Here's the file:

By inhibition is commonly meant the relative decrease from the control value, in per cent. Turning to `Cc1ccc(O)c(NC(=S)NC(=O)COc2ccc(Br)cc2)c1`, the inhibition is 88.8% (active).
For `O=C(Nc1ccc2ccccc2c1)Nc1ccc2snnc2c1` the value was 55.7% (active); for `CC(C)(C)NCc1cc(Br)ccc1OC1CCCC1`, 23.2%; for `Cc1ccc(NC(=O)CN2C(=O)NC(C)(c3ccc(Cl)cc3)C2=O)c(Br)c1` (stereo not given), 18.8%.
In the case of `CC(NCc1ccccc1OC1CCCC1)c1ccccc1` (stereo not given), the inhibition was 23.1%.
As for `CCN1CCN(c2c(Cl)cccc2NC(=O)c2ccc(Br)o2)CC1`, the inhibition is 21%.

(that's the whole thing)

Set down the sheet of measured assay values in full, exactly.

By inhibition is commonly meant the relative decrease from the control value, in per cent. Turning to `Cc1ccc(O)c(NC(=S)NC(=O)COc2ccc(Br)cc2)c1`, the inhibition is 88.8% (active).
For `O=C(Nc1ccc2ccccc2c1)Nc1ccc2snnc2c1` the value was 55.7% (active); for `CC(C)(C)NCc1cc(Br)ccc1OC1CCCC1`, 23.2%; for `Cc1ccc(NC(=O)CN2C(=O)NC(C)(c3ccc(Cl)cc3)C2=O)c(Br)c1` (stereo not given), 18.8%.
In the case of `CC(NCc1ccccc1OC1CCCC1)c1ccccc1` (stereo not given), the inhibition was 23.1%.
As for `CCN1CCN(c2c(Cl)cccc2NC(=O)c2ccc(Br)o2)CC1`, the inhibition is 21%.